How Unpaid Internships and a Culture of Privilege are Sabotaging Journalism
Rolling Stone magazine drew the ire of journalists across the country last week when the owner, Jann Wenner, named his 22-year-old son, Gus, the head of the magazine’s website. Naturally, this move has been seen as blatant nepotism. Gus has been working on the website for a whopping six months and is, by most accounts, grossly underqualified for his position. Apparently, privilege has no place in journalism, where the playing field is even and journalists are given opportunities based on merit and hard work alone.
If you’re a journalist nodding along with that last paragraph, then answer this question: does your publication use unpaid interns as the prevalent mode of determining full-time jobs? If so, then I’m sorry to inform you that your publication is perpetuating a privilege-based upward mobility, and it’s ruining journalism.
As my classmates and I were finishing up our studies at Northwestern’s graduate school of journalism, we were naturally bombarded with stories and speeches from people who were actually successful in the field. Nine out of 10 had the same story: in order to succeed, you have to take an unpaid internship in New York for months or years; you build your resume and eventually land yourself a job.
One senior member of a leading national magazine when asked how someone could pay the bills to affording life in New York while working a full-time internship famously told us that if we couldn’t pull an unpaid internship off, then we didn’t want to succeed badly enough. When we asked how he pulled it off, he told us about how he lived in his parents’ spare apartment upstate while working his internship.
And therein lies the issue with unpaid internships. The practice of asking recent graduates to spend their days working for free while paying rent and living in a city like New York is a barrier for entry to students from mid- to lower-class backgrounds.
Take these two hypothetical examples: two students, one from a single-parent, lower-class household in Gary, Indiana, and another from a wealthy family living in Worcester, Massachusetts whose parents are willing and able to support. An unpaid internship is much easier to work through for the kid from Worcester, who doesn’t have to worry about earning money with a night job on the side. So many of my classmates decided to just get paying jobs outside of journalism in lieu of slaving away for a couple of years, hoping they’d get a shot at a magazine or website of repute, while classmates with deeper pockets went straight to New York to eat up internships.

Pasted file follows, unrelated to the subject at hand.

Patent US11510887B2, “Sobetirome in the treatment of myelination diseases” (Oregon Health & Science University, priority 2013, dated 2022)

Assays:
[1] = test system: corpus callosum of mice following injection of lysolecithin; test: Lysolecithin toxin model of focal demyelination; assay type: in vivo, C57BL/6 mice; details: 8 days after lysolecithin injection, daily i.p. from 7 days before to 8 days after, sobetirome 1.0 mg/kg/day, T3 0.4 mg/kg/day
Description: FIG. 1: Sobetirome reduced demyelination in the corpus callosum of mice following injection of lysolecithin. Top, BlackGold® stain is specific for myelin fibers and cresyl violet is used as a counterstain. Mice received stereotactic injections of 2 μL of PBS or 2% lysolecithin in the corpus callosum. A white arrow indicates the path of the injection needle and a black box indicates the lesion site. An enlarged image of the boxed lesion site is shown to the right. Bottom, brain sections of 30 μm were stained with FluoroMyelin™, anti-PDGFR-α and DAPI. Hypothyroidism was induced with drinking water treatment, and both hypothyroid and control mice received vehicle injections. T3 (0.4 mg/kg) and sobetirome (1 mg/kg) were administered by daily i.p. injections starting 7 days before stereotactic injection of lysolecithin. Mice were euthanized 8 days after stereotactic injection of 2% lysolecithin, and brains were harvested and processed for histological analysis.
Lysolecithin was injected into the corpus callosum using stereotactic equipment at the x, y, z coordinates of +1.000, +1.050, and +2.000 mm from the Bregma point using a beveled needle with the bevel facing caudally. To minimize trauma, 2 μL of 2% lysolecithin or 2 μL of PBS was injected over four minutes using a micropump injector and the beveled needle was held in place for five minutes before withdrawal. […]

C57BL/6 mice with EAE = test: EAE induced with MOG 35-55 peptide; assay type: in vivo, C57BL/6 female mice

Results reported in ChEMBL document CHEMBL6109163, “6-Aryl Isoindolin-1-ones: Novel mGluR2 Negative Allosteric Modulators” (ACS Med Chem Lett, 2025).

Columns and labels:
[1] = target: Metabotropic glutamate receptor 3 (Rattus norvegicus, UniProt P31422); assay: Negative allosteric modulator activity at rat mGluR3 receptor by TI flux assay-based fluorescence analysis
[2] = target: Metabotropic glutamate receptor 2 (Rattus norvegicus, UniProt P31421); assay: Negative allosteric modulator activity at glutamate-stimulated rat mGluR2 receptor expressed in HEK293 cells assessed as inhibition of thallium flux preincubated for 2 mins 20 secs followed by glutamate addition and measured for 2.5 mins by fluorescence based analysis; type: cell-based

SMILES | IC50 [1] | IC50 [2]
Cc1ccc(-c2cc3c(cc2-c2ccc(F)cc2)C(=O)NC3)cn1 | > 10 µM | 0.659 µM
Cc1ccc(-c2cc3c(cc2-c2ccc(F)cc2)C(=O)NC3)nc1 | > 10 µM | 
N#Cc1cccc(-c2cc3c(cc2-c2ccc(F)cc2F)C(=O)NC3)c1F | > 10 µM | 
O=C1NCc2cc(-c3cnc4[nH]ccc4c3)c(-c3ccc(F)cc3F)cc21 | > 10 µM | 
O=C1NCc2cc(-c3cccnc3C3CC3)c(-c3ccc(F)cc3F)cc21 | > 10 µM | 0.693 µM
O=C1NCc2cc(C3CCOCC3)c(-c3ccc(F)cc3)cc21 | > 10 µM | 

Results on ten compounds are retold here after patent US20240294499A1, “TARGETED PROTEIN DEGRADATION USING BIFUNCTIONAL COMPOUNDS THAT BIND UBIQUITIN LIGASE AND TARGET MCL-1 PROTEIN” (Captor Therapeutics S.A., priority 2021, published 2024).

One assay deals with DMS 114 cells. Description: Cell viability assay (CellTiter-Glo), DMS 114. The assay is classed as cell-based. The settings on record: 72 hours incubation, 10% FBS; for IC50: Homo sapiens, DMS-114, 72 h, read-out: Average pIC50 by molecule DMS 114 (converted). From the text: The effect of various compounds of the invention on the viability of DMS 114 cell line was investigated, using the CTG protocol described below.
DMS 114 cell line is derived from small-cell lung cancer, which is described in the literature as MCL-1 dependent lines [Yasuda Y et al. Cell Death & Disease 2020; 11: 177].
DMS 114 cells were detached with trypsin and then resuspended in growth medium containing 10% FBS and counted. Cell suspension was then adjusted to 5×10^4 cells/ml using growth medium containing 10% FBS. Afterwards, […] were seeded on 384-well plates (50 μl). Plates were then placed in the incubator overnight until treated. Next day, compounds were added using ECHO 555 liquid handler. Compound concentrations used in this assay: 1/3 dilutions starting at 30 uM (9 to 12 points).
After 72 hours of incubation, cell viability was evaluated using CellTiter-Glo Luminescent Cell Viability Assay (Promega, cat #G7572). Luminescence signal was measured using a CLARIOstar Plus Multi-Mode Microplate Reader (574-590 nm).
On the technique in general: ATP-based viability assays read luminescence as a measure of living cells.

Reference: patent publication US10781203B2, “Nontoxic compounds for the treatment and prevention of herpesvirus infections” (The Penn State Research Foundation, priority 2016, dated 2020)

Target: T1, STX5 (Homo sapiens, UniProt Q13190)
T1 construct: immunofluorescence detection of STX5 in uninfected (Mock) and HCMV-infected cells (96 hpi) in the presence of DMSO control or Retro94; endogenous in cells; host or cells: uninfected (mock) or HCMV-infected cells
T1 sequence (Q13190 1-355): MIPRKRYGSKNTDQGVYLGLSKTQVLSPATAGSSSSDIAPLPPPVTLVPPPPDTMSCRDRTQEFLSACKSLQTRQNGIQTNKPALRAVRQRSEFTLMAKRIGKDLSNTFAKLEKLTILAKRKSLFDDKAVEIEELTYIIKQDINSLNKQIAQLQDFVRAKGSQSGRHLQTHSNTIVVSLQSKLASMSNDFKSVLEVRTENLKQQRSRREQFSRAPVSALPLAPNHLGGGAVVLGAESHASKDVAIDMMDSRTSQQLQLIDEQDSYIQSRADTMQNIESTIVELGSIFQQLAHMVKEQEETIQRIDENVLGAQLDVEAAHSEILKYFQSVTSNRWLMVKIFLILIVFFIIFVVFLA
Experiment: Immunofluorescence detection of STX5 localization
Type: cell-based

All of my classmates were qualified to work in any newsroom or publication in the city, but those who could afford the lifestyle got their feet in the door with internships. Sure, it’s possible for someone to work 40 hours a week without pay while also waiting tables at night, but it sure is easier when you don’t have to worry about earning a living – or paying student loans.
But it’s not like even these “lucky” enough chosen to be unpaid interns have it easy or fair. Oftentimes they work full-time hours without earning any money or receiving any benefits. Even if they perform well at their jobs, there isn’t a guarantee they’ll actually get hired, so there’s no end in sight for their unpaid labor. Basically, publications employ slave labor for people with degrees.
So why should you, the reader, care about unpaid internships for jobs you don’t want? These practices have gone a long way to damage the fabric of journalism, and have changed the way issues are reported and the quality of the product you consume on a daily basis.
Recently, I wrote about how stories of crime in New Orleans or Chicago’s Southside are under-reported on the national level, and one of the reasons is the fact that voices from these areas aren’t making it to the national conversation to influence the direction of national discourse. Media workplaces are becoming populated by those who can afford the jobs. Those who can’t are being shut out.
After the Boston bombings, it seemed like every news station had someone present who could talk about the Boston suburbs. How many outlets had employees at the ready to explain a New Orleans second line, or what it was like growing up during those scary Chicago summers?
As a consumer, I find opinions or perspectives reflecting my own come few and far between. How many journalists can say they have firsthand knowledge of the mentality of someone from the inner-city? Many of these voices have been muted just because they simply can’t navigate the landscape of privilege that most modern journalism encourages.
The journalists who can tell my story – the story of urban or inner-city America – have taken a job in marketing while disseminating their opinions on blogs, which only small portion of the general public ever see. This is a loss to the art of journalism and its ability to tell the whole American story.
Until publications find that more well-rounded reporting is more important than cutting financial corners, they’ll continue to alienate a large portion of the American population, and the stories that lay in the shadows of America’s dark corners will never come to light.